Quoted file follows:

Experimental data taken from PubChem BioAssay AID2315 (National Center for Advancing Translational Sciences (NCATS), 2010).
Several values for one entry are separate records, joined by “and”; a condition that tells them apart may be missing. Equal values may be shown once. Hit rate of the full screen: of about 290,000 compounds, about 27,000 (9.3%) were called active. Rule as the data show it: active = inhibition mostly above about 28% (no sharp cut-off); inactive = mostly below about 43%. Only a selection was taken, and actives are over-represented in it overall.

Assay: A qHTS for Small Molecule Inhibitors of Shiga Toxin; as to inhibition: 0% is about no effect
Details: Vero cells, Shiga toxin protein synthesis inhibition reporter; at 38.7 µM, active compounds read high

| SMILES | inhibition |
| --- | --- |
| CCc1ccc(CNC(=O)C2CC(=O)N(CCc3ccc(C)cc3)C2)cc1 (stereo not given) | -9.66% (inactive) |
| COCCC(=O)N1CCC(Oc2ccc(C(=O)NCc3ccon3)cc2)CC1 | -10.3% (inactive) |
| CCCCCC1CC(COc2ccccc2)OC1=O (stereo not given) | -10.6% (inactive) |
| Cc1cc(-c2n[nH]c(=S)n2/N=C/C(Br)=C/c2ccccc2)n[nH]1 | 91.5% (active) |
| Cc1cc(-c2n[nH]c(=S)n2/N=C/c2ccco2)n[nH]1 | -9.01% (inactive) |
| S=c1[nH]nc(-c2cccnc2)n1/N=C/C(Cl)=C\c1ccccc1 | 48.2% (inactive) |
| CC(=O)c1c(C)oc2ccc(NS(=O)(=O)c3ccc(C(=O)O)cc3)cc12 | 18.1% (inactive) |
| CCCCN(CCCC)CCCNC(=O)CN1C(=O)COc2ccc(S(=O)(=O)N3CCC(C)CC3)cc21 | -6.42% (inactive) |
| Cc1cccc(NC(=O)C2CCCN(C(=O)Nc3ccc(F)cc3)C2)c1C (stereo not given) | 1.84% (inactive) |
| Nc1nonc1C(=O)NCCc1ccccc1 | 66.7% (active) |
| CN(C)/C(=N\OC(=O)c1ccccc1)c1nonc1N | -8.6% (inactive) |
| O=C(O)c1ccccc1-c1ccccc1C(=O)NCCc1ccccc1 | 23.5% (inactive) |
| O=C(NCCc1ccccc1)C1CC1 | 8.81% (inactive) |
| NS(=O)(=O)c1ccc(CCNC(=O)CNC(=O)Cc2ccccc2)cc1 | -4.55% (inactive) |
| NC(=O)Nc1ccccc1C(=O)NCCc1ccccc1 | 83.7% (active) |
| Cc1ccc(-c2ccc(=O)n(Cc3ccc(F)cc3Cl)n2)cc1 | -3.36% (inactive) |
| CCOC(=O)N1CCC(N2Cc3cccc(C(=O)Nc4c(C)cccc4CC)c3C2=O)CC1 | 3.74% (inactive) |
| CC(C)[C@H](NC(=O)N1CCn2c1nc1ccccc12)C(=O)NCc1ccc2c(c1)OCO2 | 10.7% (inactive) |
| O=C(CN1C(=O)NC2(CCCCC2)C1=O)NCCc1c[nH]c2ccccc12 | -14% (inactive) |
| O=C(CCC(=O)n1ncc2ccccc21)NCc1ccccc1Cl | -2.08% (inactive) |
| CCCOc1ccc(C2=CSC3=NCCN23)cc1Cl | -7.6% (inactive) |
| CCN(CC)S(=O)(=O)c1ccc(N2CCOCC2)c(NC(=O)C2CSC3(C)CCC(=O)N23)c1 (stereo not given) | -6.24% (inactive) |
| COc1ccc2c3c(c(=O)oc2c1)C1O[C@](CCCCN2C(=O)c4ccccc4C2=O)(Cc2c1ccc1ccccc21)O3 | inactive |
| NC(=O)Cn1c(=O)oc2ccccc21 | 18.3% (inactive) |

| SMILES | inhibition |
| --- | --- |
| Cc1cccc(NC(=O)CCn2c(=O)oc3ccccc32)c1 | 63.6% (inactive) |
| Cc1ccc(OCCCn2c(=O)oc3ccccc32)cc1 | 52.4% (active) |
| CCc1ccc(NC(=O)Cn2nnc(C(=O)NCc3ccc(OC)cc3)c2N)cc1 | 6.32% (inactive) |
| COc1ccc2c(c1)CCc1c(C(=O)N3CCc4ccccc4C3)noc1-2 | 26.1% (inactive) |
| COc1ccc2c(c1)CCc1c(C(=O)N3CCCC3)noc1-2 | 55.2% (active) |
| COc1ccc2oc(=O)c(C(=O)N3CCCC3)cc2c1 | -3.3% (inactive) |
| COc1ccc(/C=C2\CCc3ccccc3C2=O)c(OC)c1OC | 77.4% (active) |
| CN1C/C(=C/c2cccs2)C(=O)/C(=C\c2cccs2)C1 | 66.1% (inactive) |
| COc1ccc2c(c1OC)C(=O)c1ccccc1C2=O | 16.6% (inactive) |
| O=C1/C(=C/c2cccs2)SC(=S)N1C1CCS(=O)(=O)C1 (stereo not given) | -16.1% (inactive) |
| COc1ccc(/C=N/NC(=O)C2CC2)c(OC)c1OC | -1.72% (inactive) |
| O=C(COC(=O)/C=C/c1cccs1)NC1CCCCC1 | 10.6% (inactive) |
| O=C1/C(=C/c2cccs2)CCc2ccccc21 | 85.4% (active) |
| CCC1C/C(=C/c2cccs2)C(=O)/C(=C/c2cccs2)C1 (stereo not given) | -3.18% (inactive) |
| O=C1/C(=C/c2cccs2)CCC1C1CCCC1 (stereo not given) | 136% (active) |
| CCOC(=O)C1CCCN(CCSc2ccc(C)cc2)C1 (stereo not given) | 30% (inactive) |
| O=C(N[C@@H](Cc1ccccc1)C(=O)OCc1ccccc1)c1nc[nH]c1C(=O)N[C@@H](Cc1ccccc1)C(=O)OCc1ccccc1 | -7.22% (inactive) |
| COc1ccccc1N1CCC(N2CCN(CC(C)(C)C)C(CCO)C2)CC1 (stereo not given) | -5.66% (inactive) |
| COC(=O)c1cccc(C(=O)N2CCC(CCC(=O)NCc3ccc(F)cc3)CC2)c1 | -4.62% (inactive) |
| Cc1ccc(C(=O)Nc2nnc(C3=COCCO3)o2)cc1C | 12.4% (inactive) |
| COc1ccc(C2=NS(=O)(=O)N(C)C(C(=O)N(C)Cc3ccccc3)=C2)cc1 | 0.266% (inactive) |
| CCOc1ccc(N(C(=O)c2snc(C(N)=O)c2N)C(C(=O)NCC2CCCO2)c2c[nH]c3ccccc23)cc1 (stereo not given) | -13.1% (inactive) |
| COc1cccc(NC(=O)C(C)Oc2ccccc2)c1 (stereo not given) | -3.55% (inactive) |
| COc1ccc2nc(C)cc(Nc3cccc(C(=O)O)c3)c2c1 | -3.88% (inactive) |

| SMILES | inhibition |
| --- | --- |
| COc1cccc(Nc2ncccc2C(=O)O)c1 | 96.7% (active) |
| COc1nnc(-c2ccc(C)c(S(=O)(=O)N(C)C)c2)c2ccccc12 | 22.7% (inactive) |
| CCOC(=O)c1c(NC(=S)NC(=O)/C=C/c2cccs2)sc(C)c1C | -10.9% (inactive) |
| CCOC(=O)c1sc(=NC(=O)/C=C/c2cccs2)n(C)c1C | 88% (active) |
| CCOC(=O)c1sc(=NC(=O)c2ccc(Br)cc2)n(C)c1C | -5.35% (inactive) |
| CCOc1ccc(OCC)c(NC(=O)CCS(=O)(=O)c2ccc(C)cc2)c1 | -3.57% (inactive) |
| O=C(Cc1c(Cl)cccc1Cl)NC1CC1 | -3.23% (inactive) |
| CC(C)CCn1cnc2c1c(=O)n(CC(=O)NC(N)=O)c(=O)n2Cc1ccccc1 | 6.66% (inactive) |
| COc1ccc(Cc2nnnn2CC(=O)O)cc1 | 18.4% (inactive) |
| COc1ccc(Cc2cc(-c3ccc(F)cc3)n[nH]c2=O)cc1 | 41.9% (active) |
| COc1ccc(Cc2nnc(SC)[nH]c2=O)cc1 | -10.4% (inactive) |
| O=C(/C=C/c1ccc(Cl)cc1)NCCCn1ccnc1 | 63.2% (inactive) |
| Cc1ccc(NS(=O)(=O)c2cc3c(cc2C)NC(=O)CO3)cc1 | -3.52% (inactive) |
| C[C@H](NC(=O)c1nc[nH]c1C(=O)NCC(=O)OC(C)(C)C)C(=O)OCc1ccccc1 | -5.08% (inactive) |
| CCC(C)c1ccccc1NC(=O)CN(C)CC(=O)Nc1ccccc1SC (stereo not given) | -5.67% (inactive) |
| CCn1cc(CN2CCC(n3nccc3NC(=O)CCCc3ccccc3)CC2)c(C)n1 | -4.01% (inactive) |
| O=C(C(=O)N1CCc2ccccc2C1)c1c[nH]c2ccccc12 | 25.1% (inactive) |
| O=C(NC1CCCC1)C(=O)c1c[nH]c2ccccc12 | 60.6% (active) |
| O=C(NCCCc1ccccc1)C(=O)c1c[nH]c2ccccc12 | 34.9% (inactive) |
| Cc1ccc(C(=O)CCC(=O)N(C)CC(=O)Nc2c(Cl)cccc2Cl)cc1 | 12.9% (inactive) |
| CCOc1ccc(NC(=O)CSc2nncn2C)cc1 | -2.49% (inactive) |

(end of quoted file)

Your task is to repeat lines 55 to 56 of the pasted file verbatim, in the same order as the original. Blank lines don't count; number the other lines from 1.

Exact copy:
| COc1cccc(NC(=O)C(C)Oc2ccccc2)c1 (stereo not given) | -3.55% (inactive) |
| COc1ccc2nc(C)cc(Nc3cccc(C(=O)O)c3)c2c1 | -3.88% (inactive) |